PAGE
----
Stratfor has released an article today that suggests that German and Russia have more to offer each other than does the rest of Europe. Russia has intelligent labor, and resources, but it has a terrible capital structure and little technology. Germany has technology, a terrific capital structure, but needs resources and labor. Better yet, the labor can stay where it is: in Russia, rather than immigrating into Germany and further burdening its infrastructure and creating additional civil unrest.
France will have little chance but to follow germany into the relationship, because it is not powerful enough on its own to unify the Club-Med states (Portugal, Italy, Greece and Spain (the Pigs).
What I find most humorous about this pairing, especially given the pro-german position I’ve taken in the Anglo-German European civil war, is that despite being defeated by the Anglo coalition, Germany once again has proven that it is a more prosperous and hard-working and innovative culture than its local competitors. It has risen from the ashes so to speak. And left England in the distance.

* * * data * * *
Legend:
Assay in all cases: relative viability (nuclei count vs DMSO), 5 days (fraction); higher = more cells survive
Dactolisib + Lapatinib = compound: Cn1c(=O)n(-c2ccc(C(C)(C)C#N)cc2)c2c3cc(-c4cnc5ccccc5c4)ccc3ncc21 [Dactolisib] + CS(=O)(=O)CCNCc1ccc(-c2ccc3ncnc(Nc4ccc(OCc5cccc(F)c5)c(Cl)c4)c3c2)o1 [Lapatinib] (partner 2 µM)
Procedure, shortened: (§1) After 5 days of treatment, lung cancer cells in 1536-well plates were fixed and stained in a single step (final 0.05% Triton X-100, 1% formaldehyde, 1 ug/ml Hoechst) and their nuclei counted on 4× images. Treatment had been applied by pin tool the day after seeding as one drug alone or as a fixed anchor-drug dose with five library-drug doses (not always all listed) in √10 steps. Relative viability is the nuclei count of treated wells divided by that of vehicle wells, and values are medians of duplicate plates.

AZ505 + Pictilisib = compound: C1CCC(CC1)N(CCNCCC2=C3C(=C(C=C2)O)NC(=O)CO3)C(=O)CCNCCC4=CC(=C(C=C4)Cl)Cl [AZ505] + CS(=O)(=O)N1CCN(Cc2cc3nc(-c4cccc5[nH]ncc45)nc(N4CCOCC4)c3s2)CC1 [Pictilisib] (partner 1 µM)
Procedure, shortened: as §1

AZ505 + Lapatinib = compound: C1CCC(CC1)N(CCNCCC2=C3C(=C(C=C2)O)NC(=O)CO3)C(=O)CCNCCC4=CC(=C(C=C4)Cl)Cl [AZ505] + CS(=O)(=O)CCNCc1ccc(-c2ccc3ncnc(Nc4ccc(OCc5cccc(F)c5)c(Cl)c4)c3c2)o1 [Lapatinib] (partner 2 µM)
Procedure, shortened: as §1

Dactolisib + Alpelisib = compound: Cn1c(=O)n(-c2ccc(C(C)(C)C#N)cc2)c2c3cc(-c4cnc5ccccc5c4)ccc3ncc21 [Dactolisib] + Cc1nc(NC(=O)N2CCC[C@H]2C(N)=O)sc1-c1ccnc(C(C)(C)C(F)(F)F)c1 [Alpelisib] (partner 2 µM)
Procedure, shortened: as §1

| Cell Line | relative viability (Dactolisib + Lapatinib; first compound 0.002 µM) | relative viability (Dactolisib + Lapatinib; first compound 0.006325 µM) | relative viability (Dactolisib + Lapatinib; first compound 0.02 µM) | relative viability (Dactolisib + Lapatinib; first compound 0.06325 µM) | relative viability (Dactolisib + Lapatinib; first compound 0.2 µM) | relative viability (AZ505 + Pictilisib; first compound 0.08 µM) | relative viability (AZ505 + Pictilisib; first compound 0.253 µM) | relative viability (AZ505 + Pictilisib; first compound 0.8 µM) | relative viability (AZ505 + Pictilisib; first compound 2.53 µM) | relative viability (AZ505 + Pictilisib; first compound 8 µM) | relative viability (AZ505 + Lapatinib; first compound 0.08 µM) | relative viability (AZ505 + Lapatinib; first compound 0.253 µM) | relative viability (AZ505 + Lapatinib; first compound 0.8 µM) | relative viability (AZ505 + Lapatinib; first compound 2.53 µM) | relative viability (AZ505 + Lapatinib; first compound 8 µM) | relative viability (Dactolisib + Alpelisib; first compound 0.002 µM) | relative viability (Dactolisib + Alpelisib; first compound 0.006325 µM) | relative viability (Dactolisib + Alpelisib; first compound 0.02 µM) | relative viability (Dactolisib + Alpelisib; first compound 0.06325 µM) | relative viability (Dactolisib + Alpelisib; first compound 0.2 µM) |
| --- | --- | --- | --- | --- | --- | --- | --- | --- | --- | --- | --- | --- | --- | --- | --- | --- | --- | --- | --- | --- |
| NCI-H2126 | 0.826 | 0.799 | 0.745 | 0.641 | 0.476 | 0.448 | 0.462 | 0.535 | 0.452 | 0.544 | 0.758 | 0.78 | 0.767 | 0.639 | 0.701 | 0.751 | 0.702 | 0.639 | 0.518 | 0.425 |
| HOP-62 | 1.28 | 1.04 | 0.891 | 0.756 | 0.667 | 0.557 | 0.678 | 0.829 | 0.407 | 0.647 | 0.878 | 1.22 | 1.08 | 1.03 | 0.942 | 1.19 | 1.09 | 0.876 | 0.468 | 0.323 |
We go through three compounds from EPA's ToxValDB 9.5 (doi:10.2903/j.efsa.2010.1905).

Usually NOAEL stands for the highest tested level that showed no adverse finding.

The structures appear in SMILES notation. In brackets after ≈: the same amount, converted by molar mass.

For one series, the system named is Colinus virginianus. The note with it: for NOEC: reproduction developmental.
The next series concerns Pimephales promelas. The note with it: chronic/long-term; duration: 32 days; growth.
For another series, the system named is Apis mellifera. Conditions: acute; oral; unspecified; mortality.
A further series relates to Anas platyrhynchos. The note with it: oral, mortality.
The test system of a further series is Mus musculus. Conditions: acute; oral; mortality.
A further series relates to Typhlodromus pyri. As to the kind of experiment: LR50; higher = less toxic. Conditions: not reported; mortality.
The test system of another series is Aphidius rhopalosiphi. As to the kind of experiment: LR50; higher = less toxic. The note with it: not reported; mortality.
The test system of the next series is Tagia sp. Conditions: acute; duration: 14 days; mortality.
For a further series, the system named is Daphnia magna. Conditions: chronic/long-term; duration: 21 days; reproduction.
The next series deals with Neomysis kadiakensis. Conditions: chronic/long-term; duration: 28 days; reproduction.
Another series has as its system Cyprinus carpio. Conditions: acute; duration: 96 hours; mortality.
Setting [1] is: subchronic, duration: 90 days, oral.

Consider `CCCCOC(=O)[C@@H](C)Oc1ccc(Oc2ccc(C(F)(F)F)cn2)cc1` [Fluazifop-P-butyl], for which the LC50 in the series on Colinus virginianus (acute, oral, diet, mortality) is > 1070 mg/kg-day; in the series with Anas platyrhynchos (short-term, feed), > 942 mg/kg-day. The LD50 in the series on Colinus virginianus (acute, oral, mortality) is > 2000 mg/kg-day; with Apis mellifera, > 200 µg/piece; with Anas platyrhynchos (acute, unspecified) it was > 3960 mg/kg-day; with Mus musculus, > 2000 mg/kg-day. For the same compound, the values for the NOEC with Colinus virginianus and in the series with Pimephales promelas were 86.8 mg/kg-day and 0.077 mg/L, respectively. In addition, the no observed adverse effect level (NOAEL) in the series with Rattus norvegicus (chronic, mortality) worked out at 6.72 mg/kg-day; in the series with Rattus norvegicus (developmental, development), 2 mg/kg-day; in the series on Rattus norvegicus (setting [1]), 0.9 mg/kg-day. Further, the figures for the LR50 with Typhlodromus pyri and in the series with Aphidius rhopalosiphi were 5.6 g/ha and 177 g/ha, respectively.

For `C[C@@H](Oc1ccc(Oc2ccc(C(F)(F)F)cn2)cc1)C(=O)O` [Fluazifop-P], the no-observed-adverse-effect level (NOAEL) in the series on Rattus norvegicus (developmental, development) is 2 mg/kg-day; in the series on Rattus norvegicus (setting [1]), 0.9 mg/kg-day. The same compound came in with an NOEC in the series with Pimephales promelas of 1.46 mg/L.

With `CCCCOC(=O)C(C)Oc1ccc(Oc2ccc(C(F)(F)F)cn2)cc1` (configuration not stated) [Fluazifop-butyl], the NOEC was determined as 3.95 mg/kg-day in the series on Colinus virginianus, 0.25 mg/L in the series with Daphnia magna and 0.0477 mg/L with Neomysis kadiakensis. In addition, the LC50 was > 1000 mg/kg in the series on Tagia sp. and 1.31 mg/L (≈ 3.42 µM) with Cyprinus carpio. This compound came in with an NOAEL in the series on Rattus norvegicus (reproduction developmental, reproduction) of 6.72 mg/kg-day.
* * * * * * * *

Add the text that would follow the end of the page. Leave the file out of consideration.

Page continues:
I can’t think of anything I find more attractive: a unified germany and russia. After all, the south and west have contained Germany for two and a half millennia. The world wars were only the most recent instance of german containment.
Now, this has broader implications for Byzantine civilization. Germany and northern europe are protestant christian civilizations with a positive ethic. Byzantine civilizations are nominally christian, but have a nihilistic ethic. How will cooperation change either of these ethics? How would europe change if the PIGS are left to their own devices?
Stratfor has suggested in the past that Turkey is in the likely heir to islamic power, but not byzantine power. A German-Russian alliance that built byzantine power would be superior at keeping the mandatory-ignorance of Islam at bay, and might resurrect Byzantine civilization, and restore Russia to a leadership position.
This kind of talk would have been heresy during the cold war and the possibility of communism. But post-communism, in a world of universal capitalism, it seems like a win for Germany, Russia, eastern Europe, the rest of Europe by consequence, and humanity by implication.